5

I have a VMWare Workstation running 4 virtual machines.

  1. Windows Server 2012 R2 domain controller.
  2. Also WS2012 R2, "WS1", to be a part of a cluster.
  3. "WS2", sysprepped from "WS1".
  4. FreeNAS (also tried NAS4Free, which is nicer) with an iSCSI target running.

My goal is to create a cluster and play with SQL Server on it.

I've...

  1. Added this FreeNAS drive to drives at "WS1" using iSCSI initiator tool.
  2. Formatted it and assigned a drive letter, then put offline.
  3. Then I also added the drive on "WS2". After having been put online there, it already gets a drive letter and shows itself as formatted.
  4. Next I put it offline.

So the drive is there on both machines and is offline.

But then I try to create a cluster and no matter what I do, this drive doesn't show up in Storages. Sometimes I get the warning about drive being unavailable and a suggestion to run Clear-ClusterDiskReservation. Even if I do, the tests later just say Test cancelled.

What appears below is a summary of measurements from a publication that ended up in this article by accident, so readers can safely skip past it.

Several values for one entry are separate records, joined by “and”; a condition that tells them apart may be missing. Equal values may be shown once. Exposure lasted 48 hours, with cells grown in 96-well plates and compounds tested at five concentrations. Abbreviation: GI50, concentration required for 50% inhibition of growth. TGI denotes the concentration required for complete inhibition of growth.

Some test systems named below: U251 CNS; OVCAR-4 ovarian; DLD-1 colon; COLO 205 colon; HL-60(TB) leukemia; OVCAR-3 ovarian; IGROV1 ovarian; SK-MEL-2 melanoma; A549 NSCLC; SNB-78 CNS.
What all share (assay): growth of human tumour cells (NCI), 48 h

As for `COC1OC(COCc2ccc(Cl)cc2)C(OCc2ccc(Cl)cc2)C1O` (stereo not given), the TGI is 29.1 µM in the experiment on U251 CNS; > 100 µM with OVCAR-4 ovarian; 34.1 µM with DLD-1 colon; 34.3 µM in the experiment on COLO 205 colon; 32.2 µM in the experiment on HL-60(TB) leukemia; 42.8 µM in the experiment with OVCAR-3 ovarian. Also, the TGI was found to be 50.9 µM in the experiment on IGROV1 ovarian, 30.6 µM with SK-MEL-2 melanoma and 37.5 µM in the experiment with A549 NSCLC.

Also, later the drive can't be used on WS1 and WS2. It just shows up as RAW after being put online on any of the servers. This seems to be fixable only by restart of the FreeNAS server.

So, what do I do to make the whole thing work? I've tried these tutorials, but there everything unfortunately goes smoothly.

http://www.ekzorchik.ru/wordpress/2012/12/server2008-failover-cluster-iscsi-freenas/ http://www.sysprobs.com/setup-windows-2008-cluster-vmware-workstation

5

I used FreeNAS for a few months a while ago and gave up on it from too many bugs, especially around SMB, obviously, that is native to Windows environments. In you FreeNAS case I would suggest you bring the FreeNAS drive online, add to FC as available storage and then add as CSV. That works for me.

Since your approach is to deploy a cluster and run SQL Server on it, it seems to me StarWind Virtual SAN Free is a better choice here. StarWind does a presentation of local storage as iSCSI target to Failover Cluster. For my Hyper-V cluster, StarWind storage was added as CSV to store running VMs. So far, I have no issues with it, only pros (StarWind storage is beneficial for me due to built-in WB RAM caching functionality).

-1

You have to put the drive in service and then put it on a NTFS or FAT file system.

  • 1
    FAT? Unfortunately your advice is wrong. FAT isn't supported with CSVFSv1/v2. technet.microsoft.com/en-us/library/jj612868(v=ws.11).aspx "In Windows Server 2012 R2, you cannot use a disk for a CSV that is formatted with FAT or FAT32." – BaronSamedi1958 Dec 22 '16 at 11:28
  • 2
    Totally agree, FAT as a file system right now can be used in USB drives for the car players:) – Stuka Dec 22 '16 at 14:01

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